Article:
In February 2022, the Department of Education released its annual State of the Nation report, looking at children and young people in education during the 2020/21 academic year.
As this covers the time of the coronavirus pandemic, the report sheds light on how those aged 5 and over have been affected by, and recovered from, the pandemic as a whole.
Findings of the report
It goes without saying that the pandemic hit many of us hard, regardless of our age. Being in isolation from our friends, family, colleagues, and classmates brought feelings of loneliness to the surface, whilst the uncertainty of the lockdowns fostered feelings of anxiety.
Thus, it is no surprise that the mental health of children and young people took a knock during the pandemic. The State of the Nation report highlights that the biggest drop in wellbeing corresponded with the school closures of February 2021.
Now that schools have reopened, the report found positive mental health improvements in children and young people since the start of the pandemic. This improvement supports a link between wellbeing and school attendance, as those who reported having a higher wellbeing rating were more likely to attend school regularly.
At this time, over 8,000 schools and colleges have also applied for a senior mental health lead training grant, part of a commitment to make nearly 400 mental health support teams accessible to almost three million pupils by 2023.
But, how can we support mental wellness in children and young people at home?
If children are hesitant to return to school, or you are beginning to notice mental health issues outside of school, there are many ways that we can support the mental wellness of children and young people at home, including:
1. Give them the freedom to play
Playing can give children the freedom to have fun, be creative, and connect with others. Encourage them to play both indoors and outdoors, using their favourite toys or activities. It can help if this is part of an interactive game – such as using kids ride on Lamborghini’s to pretend to be a racing car driver – to improve their overall mood, or as a distraction whilst you investigate what might be bothering them.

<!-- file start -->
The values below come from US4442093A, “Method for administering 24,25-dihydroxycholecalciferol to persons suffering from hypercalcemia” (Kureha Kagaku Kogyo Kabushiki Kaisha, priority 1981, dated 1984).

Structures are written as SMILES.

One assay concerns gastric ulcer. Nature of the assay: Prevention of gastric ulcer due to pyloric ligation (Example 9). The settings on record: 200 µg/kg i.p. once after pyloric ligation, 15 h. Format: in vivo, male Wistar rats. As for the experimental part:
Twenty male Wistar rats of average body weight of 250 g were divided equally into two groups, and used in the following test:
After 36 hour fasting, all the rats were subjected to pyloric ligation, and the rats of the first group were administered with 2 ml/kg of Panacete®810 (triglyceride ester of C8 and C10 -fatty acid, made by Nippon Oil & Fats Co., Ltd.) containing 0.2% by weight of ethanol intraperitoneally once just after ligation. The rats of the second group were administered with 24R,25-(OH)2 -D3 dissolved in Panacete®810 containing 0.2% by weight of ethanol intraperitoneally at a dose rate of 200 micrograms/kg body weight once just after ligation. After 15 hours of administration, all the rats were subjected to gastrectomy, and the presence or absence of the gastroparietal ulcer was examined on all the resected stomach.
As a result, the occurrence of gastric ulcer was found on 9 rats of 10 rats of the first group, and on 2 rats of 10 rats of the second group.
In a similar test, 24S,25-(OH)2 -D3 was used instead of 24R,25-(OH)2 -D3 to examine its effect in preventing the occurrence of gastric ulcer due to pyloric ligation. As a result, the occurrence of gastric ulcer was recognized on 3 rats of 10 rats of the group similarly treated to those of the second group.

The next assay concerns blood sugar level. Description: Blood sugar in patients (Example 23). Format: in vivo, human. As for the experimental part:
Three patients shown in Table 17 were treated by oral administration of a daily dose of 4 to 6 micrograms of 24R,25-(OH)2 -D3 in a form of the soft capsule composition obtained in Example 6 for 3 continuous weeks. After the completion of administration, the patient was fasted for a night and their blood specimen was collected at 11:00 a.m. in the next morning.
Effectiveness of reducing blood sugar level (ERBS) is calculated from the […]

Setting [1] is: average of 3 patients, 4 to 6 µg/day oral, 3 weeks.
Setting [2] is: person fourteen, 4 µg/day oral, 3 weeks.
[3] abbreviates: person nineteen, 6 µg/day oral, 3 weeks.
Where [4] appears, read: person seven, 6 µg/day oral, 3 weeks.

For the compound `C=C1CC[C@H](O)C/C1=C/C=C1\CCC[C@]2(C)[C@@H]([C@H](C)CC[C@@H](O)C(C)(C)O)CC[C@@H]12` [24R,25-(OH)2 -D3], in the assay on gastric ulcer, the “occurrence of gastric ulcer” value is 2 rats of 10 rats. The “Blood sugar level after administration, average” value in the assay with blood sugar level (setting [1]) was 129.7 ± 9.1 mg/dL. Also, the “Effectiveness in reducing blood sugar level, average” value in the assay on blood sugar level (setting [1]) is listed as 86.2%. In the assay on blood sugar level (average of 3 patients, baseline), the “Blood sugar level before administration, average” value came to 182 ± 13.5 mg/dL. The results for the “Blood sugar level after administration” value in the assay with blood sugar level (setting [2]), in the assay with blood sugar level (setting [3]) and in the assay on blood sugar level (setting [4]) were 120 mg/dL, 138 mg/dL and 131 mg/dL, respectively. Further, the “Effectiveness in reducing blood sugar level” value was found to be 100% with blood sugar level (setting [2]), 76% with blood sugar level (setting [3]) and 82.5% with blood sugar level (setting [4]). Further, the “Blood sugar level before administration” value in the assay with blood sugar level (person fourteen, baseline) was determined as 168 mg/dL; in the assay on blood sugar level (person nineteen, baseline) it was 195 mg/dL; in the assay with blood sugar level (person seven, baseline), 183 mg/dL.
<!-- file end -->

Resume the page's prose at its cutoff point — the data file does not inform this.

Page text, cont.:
2. Be present and listen
Set aside some time to listen to what your child has to say. This could be whilst they are playing, and whilst they are distracted, or a specific time dedicated to talking about their feelings.
3. Encourage routines
Encourage healthy routines in their day that boost not only mental health but physical health too. The structure of the day can have a positive impact on mental health, and ease the anxieties surrounding uncertainty.
4. Don’t brush their emotions off
They may be children, but this does not make their feelings any less valid. Make sure to take what they say seriously, and support them by offering practical and emotional support through the hard times.
5. Spot the signs something is wrong, and ask a professional
If you are concerned about your child’s wellbeing, or have noticed a change in their habits or behaviour, you can access children and young people’s mental health services (CYPMHS) through your GP on the NHS.